I’ve been looking forward to reading The Giver of Stars for nearly a year now.
It came out last October and was getting crazy buzz from the moment it was published, including getting named as a title for Reese’s Book Club (to be honest, I find her picks EXTREMELY hit or miss – sometimes they’re fab and sometimes I’m definitely cocking an eyebrow).
I put The Giver of Stars on the 2020 Everyday Reading Book Club List and it’s been sitting on my bookshelf waiting for summer to roll around.
Actually, when it came right down to it, I ended up listening to it (since right now it’s easier for me to get in listening time than it is to sit down with a physical book) and the audio version is EXCELLENT.
It’s read by Julia Whelan who also read The Great Alone and Educated and Pretty Little Things and a bunch of other big name titles in the last couple of years.
If you’re considering listening to it, I definitely recommend it.
The Giver of Stars by Jojo moyes
The Giver of Stars takes place in coal-mining country in Kentucky during the Great Depression.
The main character is Alice Wright who is from England, where her life is very confining with her extremely proper parents.
When she meets a handsome American, Bennett Van Cleve, she accepts his offer of marriage and returns to America with him to live with his father (who runs several of the Kentucky coal mines).
Unfortunately, her marriage isn’t at all what she’s hoped for and she finds herself just as lonely and confined in Kentucky as she was in England.
But then when First Lady Eleanor Roosevelt introduces traveling libraries as part of the WPA (Works Progress Administration to put millions of Americans to work during the Great Depression) and they are looking for women to ride on horseback out to remote homes and deliver library books?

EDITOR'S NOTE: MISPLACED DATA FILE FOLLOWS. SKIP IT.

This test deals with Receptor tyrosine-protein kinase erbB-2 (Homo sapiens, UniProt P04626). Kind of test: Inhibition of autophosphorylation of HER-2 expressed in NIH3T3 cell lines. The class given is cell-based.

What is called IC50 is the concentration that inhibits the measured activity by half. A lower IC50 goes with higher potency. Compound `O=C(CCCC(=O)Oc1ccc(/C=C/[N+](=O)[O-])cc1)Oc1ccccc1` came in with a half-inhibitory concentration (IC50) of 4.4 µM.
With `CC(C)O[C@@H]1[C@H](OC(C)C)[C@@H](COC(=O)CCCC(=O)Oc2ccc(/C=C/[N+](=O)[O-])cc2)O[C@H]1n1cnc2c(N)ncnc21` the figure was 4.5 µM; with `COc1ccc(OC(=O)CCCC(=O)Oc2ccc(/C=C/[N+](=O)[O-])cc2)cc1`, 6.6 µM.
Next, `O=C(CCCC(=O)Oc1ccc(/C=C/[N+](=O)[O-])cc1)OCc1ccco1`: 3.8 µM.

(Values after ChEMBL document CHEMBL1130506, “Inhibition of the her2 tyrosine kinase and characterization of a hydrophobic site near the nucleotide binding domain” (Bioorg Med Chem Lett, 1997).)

Well, Alice sees this as a chance to have SOMETHING to get her out of the house and have some measure of freedom.
Her husband and father-in-law aren’t thrilled at the idea (it seems rather indecent to them for her to be riding alone for hours on end), but Alice doesn’t give them a chance to shut her down.
And she almost instantly falls in love with her new job – both the freedom and the sense of doing something worthwhile thrill her, plus she finally has a chance to develop some friendships with the other librarians.
The one she becomes closest to is Margery, who is somewhat notorious in their little town for speaking her mind, refusing to get married, and not shedding a single tear when her father died years earlier.
Of course, as you can imagine, things don’t stay peaceful for long.
There’s too much money in coal mining, too much distrust of women riding out alone, and wariness about spreading book learning for things to stay quiet.
And those are just the high-level issues.
You’ve also got complicated marriages, generational family feuds, and racial tension. The drama is coming. Big time.
Heads up, the beginning of The Giver of Stars is a bit slow. I never felt bored but I can see why some people have a hard time getting into it.
It actually reminded me a surprising amount of Where the Crawdads Sing (southern setting, woman that doesn’t fit into society, murder trial) although I liked The Giver of Stars quite a lot more.
And speaking of reminding me of other books, you may have heard some of the buzz about similarities between The Giver of Stars and another book about the Packhorse Librarians of Kentucky that came out last year as well, The Book Woman of Troublesome Creek.
They both focus on the same historical event/time period and there are some similarities that some readers find troubling. I haven’t read The Book Woman of Troublesome Creek yet, so I can’t weigh in, but you can see a pretty robust discussion of it here (this one leans on the side of it being plagiarism) and here (which leans on the side of it not).
All in all, I really enjoyed The Giver of Stars, although I find myself a bit surprised by how many people are giving it a 10/10 or calling it one of their favorite books of all time. I really liked it, certainly, and am 100% glad to have read it but it wasn’t an all-time favorite for me.
And if you have thoughts about The Giver of Stars, I’d love to hear them in the comments!